Robert Seidel, Grapheme, immersive walk-in installation, 2013
My object of longing is the installation ‘Grapheme’ by Robert Seidel in the anteroom to the Old Masters. I find this a very successful solution to what is actually quite a problematic space. The mirror wall draws you in, so that you immediately become part of the installation yourself; its buoyancy stimulates your imagination and instantly puts you in a good mood. It has a dance-like quality that never fails to enchant. Moving on into the first gallery of Old Masters there are other objects of longing, but this one comes first.
Jean Delville, L’Oracle à Dodone, 1896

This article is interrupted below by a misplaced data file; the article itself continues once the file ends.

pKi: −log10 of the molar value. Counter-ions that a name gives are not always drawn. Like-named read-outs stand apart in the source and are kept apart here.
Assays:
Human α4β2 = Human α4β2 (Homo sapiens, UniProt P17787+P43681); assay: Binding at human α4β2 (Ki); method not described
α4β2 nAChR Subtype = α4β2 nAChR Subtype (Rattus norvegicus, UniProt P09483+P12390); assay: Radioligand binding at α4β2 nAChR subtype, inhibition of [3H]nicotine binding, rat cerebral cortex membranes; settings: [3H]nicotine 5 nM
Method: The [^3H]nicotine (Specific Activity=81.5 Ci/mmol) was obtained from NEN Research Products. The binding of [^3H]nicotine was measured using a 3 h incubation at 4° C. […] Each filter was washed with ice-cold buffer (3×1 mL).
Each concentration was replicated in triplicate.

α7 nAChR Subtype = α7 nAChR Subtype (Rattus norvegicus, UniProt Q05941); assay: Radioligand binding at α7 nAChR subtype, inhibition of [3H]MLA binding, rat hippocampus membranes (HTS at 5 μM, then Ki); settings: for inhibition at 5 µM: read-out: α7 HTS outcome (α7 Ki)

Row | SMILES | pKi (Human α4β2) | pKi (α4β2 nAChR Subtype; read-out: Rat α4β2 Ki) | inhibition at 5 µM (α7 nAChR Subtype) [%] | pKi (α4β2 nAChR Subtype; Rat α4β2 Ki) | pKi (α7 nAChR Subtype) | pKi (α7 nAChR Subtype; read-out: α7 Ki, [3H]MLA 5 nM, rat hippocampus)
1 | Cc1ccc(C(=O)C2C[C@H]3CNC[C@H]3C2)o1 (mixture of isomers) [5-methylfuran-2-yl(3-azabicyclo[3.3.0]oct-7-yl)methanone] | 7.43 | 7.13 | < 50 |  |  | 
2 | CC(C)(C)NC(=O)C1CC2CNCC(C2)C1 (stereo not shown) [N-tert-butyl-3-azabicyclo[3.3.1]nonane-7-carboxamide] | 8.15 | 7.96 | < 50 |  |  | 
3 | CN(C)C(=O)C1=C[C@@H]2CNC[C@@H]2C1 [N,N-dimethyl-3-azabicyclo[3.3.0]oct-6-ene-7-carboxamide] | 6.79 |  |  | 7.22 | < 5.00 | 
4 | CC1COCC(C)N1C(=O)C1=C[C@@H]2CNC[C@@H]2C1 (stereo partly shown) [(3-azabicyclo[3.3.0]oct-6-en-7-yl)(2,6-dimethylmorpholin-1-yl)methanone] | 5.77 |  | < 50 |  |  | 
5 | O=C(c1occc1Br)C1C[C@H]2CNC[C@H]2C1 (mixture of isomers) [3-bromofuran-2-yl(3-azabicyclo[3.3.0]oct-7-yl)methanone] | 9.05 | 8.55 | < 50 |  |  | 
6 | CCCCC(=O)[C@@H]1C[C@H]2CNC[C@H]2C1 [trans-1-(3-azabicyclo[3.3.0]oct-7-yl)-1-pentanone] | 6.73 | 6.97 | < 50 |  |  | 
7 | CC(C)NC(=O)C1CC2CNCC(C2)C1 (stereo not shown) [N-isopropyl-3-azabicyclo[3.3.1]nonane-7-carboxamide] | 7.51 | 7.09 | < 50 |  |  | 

My favourite section of the museum is the marvellous Jugendstil collection. On my many visits, I’m especially drawn to the Symbolist paintings and particularly to ‘Loracle à Dodone’ by Jean Delville. Its enigmatic quality never fails to fascinate me, and I always find myself standing in front of it, trying to discover something new, so I may as well simply designate it my ‘object of longing’ without further ado. I completely go along with the art-historical facts about the painting and the interpretations of certain motifs and details offered in ‘Ruf des Progressiven’, published by the museum (page 94). In addition, however, a great key to unlocking the painting is the symbolism of the right-to-leftness of the pose (conscious-unconscious/male-female/present-past/real-unreal, etc.). With some training in art psychology myself, I have often used the direction in which the picture is read as a way of approaching art in my courses and tours for art lovers. This viewpoint and emphasis, however, receives hardly any attention in the scholarly treatment and interpretation of paintings. Probably it’s omitted because it’s seen as too self-evident. In my view, it’s an essential factor in what makes a picture be described and experienced as ‘beautiful’ and is a valid subject of rational discussion just as any other aspect of pictorial technique. The various personal responses to my ‘longed-for painting’ can only happen in front of the actual picture itself.